Aims: The aim of this study was to develop a deep learning model for classifying frames with versus without optical coherence tomography (OCT)-derived thin-cap fibroatheroma (TCFA).
Methods and results: A total of 602 coronary lesions from 602 angina patients were randomised into training and test sets in a 4:1 ratio. A DenseNet model was developed to classify OCT frames with or without OCT-derived TCFA. Gradient-weighted class activation mapping was used to visualise the area of attention. In the training sample (35,678 frames of 480 lesions), the model with fivefold cross-validation had an overall accuracy of 91.6±1.7%, sensitivity of 88.7±3.4%, and specificity of 91.8±2.0% (averaged AUC=0.96±0.01) in predicting the presence of TCFA. In the test samples (9,722 frames of 122 lesions), the overall accuracy at the frame level was 92.8% within the lesion (AUC=0.96) and 91.3% in the entire OCT pullback. The correlation between the %TCFA burden per vessel predicted by the model compared with that identified by experts was significant (r=0.87, p<0.001). The region of attention was localised at the site of the thin cap in 93.4% of TCFA-containing frames. Total computational time per pullback was 2.1±0.3 seconds.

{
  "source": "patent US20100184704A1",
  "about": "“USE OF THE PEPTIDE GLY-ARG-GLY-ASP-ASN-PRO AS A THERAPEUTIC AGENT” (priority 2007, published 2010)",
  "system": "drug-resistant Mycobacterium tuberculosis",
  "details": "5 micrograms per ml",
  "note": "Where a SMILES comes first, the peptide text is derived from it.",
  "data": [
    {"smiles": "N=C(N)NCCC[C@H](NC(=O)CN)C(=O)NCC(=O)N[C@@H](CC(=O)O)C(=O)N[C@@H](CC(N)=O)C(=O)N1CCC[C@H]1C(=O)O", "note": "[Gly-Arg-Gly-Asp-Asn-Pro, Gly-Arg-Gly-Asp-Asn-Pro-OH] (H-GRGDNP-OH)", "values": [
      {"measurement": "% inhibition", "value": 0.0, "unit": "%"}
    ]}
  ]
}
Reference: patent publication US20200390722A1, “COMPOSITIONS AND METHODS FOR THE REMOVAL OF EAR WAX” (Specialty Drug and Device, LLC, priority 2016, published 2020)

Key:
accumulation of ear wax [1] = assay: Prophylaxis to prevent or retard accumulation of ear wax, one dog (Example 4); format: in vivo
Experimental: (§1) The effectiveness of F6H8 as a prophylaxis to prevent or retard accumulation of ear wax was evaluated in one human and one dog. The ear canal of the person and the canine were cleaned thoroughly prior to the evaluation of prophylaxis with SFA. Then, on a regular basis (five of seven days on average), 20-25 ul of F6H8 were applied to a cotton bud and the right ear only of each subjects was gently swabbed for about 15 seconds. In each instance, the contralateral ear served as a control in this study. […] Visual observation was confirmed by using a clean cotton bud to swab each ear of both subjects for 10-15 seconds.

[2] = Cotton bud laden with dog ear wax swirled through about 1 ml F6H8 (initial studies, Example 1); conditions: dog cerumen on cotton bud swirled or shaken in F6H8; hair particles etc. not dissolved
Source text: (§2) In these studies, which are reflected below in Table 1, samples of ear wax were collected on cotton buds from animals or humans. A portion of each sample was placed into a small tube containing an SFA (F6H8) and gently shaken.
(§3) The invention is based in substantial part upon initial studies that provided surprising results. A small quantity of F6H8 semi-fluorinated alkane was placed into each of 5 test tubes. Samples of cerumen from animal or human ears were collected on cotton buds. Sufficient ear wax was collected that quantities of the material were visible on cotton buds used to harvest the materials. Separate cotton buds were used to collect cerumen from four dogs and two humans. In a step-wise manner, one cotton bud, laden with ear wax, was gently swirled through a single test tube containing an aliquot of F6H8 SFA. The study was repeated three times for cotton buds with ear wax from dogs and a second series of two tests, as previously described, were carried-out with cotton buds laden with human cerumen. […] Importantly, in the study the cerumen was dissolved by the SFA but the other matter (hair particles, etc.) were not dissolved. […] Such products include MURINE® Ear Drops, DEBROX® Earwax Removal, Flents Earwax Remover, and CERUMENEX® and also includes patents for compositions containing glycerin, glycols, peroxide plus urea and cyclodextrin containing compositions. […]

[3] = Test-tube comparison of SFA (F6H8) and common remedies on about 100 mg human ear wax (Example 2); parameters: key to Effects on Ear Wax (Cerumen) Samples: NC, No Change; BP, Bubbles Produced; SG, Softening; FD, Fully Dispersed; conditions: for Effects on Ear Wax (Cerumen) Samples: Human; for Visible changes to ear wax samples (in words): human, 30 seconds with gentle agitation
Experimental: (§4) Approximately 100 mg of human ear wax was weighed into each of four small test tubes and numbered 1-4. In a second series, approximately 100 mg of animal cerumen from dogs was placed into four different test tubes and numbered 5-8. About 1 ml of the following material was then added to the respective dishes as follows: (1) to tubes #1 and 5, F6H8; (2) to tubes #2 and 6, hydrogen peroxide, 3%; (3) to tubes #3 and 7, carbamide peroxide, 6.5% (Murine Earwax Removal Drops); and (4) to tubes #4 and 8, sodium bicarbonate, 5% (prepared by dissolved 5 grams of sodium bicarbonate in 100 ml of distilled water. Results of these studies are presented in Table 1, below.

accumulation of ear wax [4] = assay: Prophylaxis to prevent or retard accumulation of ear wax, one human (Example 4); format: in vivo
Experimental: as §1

Conclusions: A deep learning algorithm can accurately detect an OCT-TCFA with high reproducibility. The time-saving computerised process may assist clinicians to recognise high-risk lesions easily and to make decisions in the catheterisation laboratory.